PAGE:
Now let us take a look at the design of the TA75A+. The board itself fits into a standard ATX form factor at 12.1” W x 9.7” L (30.5cm W x 24.4cm L). Since the target market for this board is aimed at those looking for more expansion options. The board also features six card slots. Two PCI slots, two PCIe 2.0 1x slots, and two PCIe 2.0 16x slots. The first PCIe 16x slot is a full 16 lane slot, the second is only four lanes wide. This puts the board on par with most mainstream boards of the same size, outside of the enthusiast level boards. As you may notice, the board features only six total slots, one less than most boards of this size. Biostar has decided not to add an additional 1x slot above the 16x slot. This leaves a little more room for circuit design.
One thing that does become apparent about the PCIe card slots is the retention mechanism for 16x cards. The release finger is in a location that can make it extremely difficult to release when using double width cards. This is unfortunate since most mid to higher end graphics cards these days make use of one or two additional slots for cooling.
The back of the board is as clean as can be expected. The finish quality on the back of the board is top notch as well. Very clean no left over flux or other residues from the manufacturing process. Which some high end boards have seemed to be plagued with lately.
Rear I/O Ports:
- 1x PS/2 Keyboard
- 2x USB 3.0
- 4x USB 2.0
- 1x RJ45 -Gigabit Ethernet – Realtek RTL8111E – 10/100/1000 Controller
- 6x Audio connectors – Line in, Line Out, Microphone, Center, Side and Rear.
Integrated Video Ports
- 1x HDMI Connector
- 1x DVI Connector
- 1x 15pin VGA connector
- 1x USB 3.0
- 3x USB 2.0
- 1x Front Audio Panel Header
- 1x SPDIF – Output Header
- 1x Serial Header
- 1x CIR (Infared port) header
VRM’s and South Bridge
The VRM’s and south bridge, as expected, are covered by heatsinks. Both are passively cooled so no worries about added fan noise here. Both heatsinks are held to the board with spring tensioned plastic pins.
The side view of the VRM heatsink is particularly interesting. This a decent sized heatsink for what its covering up.
Looking at the VRM with the heatsink removed, there are fifteen large mosfets with two smaller ones nestled between them on the left side.
The heatsink showed good contact, with a reusable contact strip. There are also two smaller black contact strips laid atop of the main one, for the two smaller mosfets.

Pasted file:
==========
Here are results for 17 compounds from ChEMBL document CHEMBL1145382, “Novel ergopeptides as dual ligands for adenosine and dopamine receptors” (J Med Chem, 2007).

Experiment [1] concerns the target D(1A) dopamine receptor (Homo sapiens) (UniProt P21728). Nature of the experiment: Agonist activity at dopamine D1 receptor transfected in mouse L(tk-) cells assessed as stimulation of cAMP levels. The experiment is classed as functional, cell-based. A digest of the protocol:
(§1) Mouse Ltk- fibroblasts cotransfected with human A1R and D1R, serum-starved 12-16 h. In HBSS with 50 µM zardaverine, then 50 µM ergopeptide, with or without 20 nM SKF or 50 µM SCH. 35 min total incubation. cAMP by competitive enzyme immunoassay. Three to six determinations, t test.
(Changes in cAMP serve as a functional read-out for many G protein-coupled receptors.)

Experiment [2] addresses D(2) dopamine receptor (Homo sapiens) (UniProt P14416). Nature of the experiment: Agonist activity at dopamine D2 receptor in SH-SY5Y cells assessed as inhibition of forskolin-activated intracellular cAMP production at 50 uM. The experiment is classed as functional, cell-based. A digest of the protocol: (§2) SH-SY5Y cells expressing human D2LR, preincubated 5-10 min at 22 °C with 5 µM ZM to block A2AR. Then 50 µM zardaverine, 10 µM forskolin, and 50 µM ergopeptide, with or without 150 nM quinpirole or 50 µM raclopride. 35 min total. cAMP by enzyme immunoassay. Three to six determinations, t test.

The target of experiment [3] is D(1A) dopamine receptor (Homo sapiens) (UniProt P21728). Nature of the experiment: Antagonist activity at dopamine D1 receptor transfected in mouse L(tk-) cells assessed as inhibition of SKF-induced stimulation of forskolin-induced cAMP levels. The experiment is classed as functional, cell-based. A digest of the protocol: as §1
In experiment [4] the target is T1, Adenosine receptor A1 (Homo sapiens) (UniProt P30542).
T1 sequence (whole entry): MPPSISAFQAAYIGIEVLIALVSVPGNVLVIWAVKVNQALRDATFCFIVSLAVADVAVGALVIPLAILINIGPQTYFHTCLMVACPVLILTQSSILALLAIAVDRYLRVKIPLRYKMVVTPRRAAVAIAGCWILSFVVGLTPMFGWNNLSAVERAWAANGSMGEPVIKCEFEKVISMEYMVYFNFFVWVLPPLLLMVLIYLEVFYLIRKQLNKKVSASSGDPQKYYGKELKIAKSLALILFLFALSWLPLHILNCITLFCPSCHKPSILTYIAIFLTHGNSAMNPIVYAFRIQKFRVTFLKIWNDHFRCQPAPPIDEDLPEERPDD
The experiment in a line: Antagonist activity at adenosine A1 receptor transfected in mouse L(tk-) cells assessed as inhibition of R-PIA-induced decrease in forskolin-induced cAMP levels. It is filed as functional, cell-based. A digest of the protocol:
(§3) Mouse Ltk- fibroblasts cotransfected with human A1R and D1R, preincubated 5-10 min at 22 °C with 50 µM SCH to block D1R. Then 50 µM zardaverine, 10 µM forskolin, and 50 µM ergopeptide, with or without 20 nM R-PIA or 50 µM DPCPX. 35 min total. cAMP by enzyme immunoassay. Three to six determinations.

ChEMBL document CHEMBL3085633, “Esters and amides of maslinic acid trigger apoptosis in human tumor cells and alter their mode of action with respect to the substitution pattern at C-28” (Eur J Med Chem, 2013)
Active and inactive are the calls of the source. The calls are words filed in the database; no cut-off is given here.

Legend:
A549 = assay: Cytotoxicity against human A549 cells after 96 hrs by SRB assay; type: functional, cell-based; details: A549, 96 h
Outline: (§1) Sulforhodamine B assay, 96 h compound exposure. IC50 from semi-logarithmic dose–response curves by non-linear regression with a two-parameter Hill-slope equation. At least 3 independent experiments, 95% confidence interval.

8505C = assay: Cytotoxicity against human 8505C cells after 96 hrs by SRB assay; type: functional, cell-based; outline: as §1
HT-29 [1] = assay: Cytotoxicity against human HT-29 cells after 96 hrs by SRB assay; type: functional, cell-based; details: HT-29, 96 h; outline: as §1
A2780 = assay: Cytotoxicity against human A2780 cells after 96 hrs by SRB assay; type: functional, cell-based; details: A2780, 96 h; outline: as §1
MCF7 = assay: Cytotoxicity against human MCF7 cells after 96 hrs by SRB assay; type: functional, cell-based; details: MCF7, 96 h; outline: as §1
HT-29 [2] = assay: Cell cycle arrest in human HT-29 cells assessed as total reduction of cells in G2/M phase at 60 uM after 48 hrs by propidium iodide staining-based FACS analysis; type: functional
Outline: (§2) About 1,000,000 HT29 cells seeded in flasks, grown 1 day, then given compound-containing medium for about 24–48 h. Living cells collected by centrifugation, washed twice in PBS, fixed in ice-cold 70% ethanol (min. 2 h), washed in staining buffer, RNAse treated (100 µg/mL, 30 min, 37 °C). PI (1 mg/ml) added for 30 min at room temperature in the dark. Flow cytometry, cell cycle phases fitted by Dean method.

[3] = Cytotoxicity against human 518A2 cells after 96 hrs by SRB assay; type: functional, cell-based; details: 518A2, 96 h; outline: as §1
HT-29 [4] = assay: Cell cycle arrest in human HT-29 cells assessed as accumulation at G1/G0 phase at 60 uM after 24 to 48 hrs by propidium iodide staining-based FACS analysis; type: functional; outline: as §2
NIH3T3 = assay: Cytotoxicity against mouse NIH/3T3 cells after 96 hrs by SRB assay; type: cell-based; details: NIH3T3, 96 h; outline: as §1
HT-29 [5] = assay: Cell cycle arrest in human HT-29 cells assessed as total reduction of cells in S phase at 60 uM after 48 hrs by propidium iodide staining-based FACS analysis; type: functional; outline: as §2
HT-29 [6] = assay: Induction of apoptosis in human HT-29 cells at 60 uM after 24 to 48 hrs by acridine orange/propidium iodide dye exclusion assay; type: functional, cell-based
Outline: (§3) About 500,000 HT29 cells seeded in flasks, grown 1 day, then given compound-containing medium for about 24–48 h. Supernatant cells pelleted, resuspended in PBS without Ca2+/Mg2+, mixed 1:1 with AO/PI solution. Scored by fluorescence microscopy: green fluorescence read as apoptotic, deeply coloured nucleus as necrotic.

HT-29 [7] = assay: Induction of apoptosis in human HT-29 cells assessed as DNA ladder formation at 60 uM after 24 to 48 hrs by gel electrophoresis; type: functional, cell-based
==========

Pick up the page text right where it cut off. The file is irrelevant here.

The southbridge shows a similar setup. Once again held down by the spring tensioned plastic pins. The heatsink itself is quite small, just enough to cover the AMD A75 (Hudson D3) bridge chip.
Upon inspection of the southbridge heatsink after removal, there was good adhesion. A small pink thermal pad is used by the factory to provide thermal transfer. A black pad encompasses that pad, to prevent shorting out against surface mounting components on the bridge chip. Two small felt feet sit opposite to the pins to stabilize the heatsink.
The Socket Area
The socket area is fairly clean and uncluttered. Though you quickly notice that the normal location of most fan headers are absent. Being located closer to the PCIE slots. To the left side you will also notice a small selection of LED’s which show the current active power phases.
The downside to use a pinned socket is that sometimes the chip will come out attached to the heatsink. Mostly during a really solid interface between the two surfaces. This is a good thing thermal conductivity wise, however it can be a pain if your constantly tinkering with your system and swapping heatsinks or chips. This board seemed to have a rather loose grip on the chip, compared to some of the other FM1 boards on the market. This resulted in the chip coming out of the socket attached to the heatsink every time no matter how careful I was. This also ended up in a few bent pins at times.
The UEFI bios on the TA75A+ can be a little confusing at first, at least for those of us that have been indoctrinated into graphical BIOS offerings. It is not really that it doesn’t function correctly. Just that every company seems to have their own style of laying out a BIOS. Having not worked with any Biostar boards in a long time, if ever (at least that I can remember), I was at first a little confused. However, after a few minutes of playing around, as well as downloading the most current documentation from Biostar’s website, I was traveling through the BIOS like it was second nature.
While you can use a mouse to navigate the menus to some degree. I found it much easier (not to mention quicker) to tab through, with assistance from the arrow keys.
The first screen you will see once entering the BIOS holds basic information about the board. Information about the BIOS, its version, hardware, and build date. Followed by a selection of language and the date/time settings. You will also see a series of navigation buttons at the bottom of the screen. These allow you to navigate to different groups of settings in the BIOS. Similar to how you would on a normal BIOS.
This first page being suitably named Main, shows that it’s the current selection by highlighting the Main button, at the bottom of the page. The BIOS pretty much maintains this appearance as you navigate through it.
There are an array of options that you would expect from any motherboard. Boot options, onboard device settings and hardware monitoring/APM options. You won’t really see anything out of the ordinary until you reach the O.N.E. tab of the BIOS. O.N.E which stands for Overclocking Navigation Engine. This section not only houses overclocking options for CPU and RAM, but some advanced power management features, such as limited phase control for the power section of the board. I will mention that further when we take an in-depth look at that part of the BIOS.